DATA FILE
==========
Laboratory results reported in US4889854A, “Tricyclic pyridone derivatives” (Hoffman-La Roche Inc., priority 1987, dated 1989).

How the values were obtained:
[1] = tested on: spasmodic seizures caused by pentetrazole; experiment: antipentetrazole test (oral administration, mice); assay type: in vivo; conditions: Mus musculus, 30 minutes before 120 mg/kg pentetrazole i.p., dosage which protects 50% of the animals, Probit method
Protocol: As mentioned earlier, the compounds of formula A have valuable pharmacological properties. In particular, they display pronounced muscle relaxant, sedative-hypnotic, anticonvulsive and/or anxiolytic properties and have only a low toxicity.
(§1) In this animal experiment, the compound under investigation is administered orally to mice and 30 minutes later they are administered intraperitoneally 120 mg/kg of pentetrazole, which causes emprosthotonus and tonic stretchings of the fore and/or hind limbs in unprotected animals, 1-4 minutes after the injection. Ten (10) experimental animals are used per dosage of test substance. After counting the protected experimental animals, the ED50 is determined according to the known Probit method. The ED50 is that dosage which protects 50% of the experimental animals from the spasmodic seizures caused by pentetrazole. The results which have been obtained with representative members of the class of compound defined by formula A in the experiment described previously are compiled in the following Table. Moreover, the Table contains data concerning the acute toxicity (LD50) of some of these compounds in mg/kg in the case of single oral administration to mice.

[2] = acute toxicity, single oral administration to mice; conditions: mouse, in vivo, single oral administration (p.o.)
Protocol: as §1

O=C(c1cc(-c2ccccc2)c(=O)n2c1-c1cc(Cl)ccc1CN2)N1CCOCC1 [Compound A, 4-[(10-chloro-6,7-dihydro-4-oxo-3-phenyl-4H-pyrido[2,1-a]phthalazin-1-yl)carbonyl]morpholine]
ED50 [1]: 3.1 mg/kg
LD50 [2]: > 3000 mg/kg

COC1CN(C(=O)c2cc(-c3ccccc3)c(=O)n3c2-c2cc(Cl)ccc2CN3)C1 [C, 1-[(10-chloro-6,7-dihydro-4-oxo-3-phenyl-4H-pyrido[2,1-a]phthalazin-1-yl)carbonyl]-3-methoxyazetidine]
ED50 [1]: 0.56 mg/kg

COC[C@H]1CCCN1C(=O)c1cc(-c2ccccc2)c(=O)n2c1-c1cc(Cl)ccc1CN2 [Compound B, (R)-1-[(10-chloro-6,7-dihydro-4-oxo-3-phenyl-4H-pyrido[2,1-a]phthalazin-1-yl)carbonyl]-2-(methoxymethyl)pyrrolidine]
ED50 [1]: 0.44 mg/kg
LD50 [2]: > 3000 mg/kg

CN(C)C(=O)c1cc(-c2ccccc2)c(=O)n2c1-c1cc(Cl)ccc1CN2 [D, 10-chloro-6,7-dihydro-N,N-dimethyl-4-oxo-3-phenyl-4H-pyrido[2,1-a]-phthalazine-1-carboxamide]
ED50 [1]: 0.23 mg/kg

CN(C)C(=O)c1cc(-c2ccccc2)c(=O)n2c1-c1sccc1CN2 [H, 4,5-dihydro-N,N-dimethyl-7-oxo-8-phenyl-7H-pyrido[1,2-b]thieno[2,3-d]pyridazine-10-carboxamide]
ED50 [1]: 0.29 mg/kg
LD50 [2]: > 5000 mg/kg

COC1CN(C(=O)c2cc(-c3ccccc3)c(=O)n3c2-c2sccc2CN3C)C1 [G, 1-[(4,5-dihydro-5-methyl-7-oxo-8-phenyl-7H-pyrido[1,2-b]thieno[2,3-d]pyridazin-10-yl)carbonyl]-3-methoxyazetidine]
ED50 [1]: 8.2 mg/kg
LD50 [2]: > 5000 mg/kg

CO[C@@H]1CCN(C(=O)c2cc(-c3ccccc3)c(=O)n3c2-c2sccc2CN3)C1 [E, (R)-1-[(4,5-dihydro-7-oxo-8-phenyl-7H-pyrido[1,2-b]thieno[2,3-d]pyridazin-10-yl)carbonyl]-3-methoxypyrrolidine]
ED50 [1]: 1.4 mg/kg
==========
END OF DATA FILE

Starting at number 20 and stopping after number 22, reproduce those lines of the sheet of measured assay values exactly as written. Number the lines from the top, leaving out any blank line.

LD50 [2]: > 5000 mg/kg

COC1CN(C(=O)c2cc(-c3ccccc3)c(=O)n3c2-c2sccc2CN3C)C1 [G, 1-[(4,5-dihydro-5-methyl-7-oxo-8-phenyl-7H-pyrido[1,2-b]thieno[2,3-d]pyridazin-10-yl)carbonyl]-3-methoxyazetidine]
ED50 [1]: 8.2 mg/kg